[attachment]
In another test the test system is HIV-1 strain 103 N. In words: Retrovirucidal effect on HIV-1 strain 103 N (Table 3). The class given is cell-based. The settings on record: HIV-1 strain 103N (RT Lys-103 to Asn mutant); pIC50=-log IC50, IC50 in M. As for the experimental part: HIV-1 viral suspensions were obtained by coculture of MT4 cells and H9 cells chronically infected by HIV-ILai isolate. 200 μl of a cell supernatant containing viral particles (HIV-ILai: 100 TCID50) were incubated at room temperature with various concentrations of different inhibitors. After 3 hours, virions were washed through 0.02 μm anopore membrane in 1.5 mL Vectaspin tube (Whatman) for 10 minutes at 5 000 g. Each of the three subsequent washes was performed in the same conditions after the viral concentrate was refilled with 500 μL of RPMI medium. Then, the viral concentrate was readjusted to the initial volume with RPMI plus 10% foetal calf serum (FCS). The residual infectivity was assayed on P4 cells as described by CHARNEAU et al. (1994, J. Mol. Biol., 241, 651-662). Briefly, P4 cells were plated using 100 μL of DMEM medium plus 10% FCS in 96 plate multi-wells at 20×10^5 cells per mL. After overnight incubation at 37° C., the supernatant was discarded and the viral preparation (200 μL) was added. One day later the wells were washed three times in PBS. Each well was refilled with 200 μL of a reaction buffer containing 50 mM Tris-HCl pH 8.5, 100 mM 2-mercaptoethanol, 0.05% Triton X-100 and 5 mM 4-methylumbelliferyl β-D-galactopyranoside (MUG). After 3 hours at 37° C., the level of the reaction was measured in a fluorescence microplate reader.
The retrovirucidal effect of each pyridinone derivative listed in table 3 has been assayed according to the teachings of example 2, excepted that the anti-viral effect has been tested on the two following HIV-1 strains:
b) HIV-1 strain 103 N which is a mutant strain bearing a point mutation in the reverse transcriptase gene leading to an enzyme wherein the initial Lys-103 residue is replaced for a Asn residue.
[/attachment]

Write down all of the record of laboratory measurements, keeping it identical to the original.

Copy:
In another test the test system is HIV-1 strain 103 N. In words: Retrovirucidal effect on HIV-1 strain 103 N (Table 3). The class given is cell-based. The settings on record: HIV-1 strain 103N (RT Lys-103 to Asn mutant); pIC50=-log IC50, IC50 in M. As for the experimental part: HIV-1 viral suspensions were obtained by coculture of MT4 cells and H9 cells chronically infected by HIV-ILai isolate. 200 μl of a cell supernatant containing viral particles (HIV-ILai: 100 TCID50) were incubated at room temperature with various concentrations of different inhibitors. After 3 hours, virions were washed through 0.02 μm anopore membrane in 1.5 mL Vectaspin tube (Whatman) for 10 minutes at 5 000 g. Each of the three subsequent washes was performed in the same conditions after the viral concentrate was refilled with 500 μL of RPMI medium. Then, the viral concentrate was readjusted to the initial volume with RPMI plus 10% foetal calf serum (FCS). The residual infectivity was assayed on P4 cells as described by CHARNEAU et al. (1994, J. Mol. Biol., 241, 651-662). Briefly, P4 cells were plated using 100 μL of DMEM medium plus 10% FCS in 96 plate multi-wells at 20×10^5 cells per mL. After overnight incubation at 37° C., the supernatant was discarded and the viral preparation (200 μL) was added. One day later the wells were washed three times in PBS. Each well was refilled with 200 μL of a reaction buffer containing 50 mM Tris-HCl pH 8.5, 100 mM 2-mercaptoethanol, 0.05% Triton X-100 and 5 mM 4-methylumbelliferyl β-D-galactopyranoside (MUG). After 3 hours at 37° C., the level of the reaction was measured in a fluorescence microplate reader.
The retrovirucidal effect of each pyridinone derivative listed in table 3 has been assayed according to the teachings of example 2, excepted that the anti-viral effect has been tested on the two following HIV-1 strains:
b) HIV-1 strain 103 N which is a mutant strain bearing a point mutation in the reverse transcriptase gene leading to an enzyme wherein the initial Lys-103 residue is replaced for a Asn residue.